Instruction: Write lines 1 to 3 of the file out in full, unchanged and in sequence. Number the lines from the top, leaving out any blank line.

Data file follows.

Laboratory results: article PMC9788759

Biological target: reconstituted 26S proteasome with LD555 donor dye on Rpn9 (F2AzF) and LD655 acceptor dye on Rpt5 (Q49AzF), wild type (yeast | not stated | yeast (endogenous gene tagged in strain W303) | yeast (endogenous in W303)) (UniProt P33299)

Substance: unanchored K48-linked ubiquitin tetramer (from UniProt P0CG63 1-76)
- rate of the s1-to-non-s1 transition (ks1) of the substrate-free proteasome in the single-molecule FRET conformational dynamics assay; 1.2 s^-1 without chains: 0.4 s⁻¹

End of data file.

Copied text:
Laboratory results: article PMC9788759

Biological target: reconstituted 26S proteasome with LD555 donor dye on Rpn9 (F2AzF) and LD655 acceptor dye on Rpt5 (Q49AzF), wild type (yeast | not stated | yeast (endogenous gene tagged in strain W303) | yeast (endogenous in W303)) (UniProt P33299)

Substance: unanchored K48-linked ubiquitin tetramer (from UniProt P0CG63 1-76)